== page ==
Monday 25 June 2018

French GP Report - Zig and zag

It's worth reflecting that in not a single F1 round this season have we ended the weekend with the same sense of the competitive pecking order that we started the weekend with. Yes both Lewis Hamilton and Sebastian Vettel have won races back-to-back this year, but in both cases the first of the pair was fortunate; the second was imperious.

Lewis Hamilton bounced back in France
Photo: Octane Photography
And in France at the Paul Ricard circuit - F1's first visit to the country since 2008 and the first to this circuit since 1990 - this continued. Hamilton and Mercedes zigged while Vettel and Ferrari zagged. Vettel's joy and Hamilton's woe from Montreal last time out were almost exactly reversed.

Vettel when asked after qualifying what was different mused, "the weather, the track, the location - the car is the same, same chassis - the tyres..."

And in a tight fight at the front these combined can tilt things either way.

While with Mercedes in 2018 the shifts have been especially stark. Yet even without hindsight we had reasons to think it could be back on top in this one. Its engine upgrade - scratched in Montreal - was run; the hypersoft tyre - which has given it bother in '18 - wasn't be available; Pirelli brought the thinner tread tyres which apparently were to Mercedes's advantage when first used in Spain. The Paul Ricard track has at least some quick corners, plus the south of France in late June is hot - both of these circumstances usually aid Merc too.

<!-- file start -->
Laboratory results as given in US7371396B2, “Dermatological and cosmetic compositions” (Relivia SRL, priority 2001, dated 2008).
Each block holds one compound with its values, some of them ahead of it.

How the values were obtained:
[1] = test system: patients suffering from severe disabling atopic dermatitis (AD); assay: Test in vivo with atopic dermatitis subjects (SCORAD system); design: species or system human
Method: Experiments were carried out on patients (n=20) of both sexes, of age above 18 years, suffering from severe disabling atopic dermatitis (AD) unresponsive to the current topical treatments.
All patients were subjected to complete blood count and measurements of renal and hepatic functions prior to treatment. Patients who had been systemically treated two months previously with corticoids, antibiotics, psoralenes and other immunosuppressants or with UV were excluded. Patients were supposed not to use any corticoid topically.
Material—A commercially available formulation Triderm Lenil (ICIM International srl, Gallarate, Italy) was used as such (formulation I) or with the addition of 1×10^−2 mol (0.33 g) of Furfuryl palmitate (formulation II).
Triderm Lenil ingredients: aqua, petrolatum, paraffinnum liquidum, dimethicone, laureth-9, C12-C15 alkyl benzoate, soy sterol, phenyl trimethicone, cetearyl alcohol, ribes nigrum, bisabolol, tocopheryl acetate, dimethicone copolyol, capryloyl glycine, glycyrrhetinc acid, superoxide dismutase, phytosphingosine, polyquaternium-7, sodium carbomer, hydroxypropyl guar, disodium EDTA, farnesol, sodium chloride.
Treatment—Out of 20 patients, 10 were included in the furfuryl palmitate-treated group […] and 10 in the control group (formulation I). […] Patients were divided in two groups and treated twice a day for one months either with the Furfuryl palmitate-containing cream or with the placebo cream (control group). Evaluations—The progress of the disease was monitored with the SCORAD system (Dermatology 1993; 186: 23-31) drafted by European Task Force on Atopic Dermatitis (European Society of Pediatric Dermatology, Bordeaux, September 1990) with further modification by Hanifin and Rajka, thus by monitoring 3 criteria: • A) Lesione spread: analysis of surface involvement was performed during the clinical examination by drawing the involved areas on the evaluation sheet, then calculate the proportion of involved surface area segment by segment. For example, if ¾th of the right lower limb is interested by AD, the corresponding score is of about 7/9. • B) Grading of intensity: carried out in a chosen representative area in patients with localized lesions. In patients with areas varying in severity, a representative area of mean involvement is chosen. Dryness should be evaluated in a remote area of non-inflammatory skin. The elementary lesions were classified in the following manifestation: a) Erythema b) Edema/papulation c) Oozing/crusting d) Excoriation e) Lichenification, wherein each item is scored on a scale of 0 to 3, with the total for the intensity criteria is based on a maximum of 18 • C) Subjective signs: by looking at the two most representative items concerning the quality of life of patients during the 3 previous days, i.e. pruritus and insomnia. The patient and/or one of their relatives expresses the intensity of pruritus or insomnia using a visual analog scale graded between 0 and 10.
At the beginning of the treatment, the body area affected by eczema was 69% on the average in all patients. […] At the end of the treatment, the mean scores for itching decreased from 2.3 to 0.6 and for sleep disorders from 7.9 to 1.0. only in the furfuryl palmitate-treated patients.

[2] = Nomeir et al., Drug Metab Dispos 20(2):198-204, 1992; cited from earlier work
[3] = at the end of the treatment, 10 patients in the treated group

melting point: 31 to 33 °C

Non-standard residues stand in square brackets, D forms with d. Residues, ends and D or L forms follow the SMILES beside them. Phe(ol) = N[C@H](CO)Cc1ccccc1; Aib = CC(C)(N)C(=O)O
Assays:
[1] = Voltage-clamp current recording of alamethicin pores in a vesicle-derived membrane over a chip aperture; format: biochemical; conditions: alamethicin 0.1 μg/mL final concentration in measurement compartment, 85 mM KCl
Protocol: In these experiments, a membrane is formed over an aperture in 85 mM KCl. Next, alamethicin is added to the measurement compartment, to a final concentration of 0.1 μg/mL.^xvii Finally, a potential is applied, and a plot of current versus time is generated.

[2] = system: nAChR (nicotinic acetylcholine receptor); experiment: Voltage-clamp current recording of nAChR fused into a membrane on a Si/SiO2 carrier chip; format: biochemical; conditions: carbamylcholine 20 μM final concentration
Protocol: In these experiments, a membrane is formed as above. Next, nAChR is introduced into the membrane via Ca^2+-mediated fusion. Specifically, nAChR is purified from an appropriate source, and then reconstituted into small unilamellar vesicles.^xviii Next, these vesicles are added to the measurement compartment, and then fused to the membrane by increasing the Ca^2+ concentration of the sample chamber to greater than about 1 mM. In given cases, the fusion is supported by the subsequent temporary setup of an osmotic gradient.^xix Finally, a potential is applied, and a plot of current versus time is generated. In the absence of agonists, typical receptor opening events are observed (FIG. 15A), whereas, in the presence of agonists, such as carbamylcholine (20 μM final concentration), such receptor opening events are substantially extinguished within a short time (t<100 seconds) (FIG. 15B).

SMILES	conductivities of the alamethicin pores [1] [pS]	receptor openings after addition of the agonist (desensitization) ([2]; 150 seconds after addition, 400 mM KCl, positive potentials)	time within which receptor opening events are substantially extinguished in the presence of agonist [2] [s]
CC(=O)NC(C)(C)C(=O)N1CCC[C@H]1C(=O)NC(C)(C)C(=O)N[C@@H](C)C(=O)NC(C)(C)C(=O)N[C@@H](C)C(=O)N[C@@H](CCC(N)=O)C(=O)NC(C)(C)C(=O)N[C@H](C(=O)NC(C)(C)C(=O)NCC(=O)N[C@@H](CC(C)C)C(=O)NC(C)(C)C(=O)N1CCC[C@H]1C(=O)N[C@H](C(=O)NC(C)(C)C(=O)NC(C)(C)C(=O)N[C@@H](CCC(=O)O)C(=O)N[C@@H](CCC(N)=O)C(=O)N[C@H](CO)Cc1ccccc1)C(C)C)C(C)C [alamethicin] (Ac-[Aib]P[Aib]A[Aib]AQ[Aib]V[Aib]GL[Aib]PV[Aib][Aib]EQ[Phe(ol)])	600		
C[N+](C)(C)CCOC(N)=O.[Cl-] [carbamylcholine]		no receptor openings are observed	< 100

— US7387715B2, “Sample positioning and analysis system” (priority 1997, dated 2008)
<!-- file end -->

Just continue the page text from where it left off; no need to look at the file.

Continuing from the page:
The upshot was that this was one of Hamilton and Mercedes's good weekends. The grid's front row was all silver and comfortably so; polesitter Hamilton thought he had more time in hand. Whatever in the race he never looked like being beaten, leading every lap apart for one in the pitstops round.

His team-mate Valtteri Bottas likely would have followed him home but he had his latest major dose of bad luck in '18. At turn one Vettel tagged him in the back - almost literally sucked in after a good launch - and punctured the Finn's rear tyre. It put Bottas to the back (albeit with the pack bunched under the safety car) and the resultant floor damage - he called his car "terrible to drive" - and a later slow pitstop meant he could only salvage seventh.

Sebastian Vettel hit Valtteri Bottas at the first turn
Photo: Octane Photography
Vettel broke his front wing in the clash and fell to the back too, though such is the modern-day advantage of the 'big three' teams he got back to fifth place with some ease. Plenty - not least Hamilton - thought he was deserving of more of a penalty for the incident than the five seconds he got.

"Ultimately when someone destroys your race through an error and it's kind of a tap on the hand really - they're allowed to come back and still finish ahead of that person he took out - it doesn't weigh up," Hamilton noted.

Vettel was contrite. "My start was too good," he said. "Then I ended up with nowhere to go.

"It was my mistake, I tried to brake early and get out of it, but I had no room and no grip, being so close to the car in front and also next to me.

"We had good pace, I tried to hammer through the field to recover and damaged the tyres, therefore it is a bit difficult to say [where we could have ended up without the collision].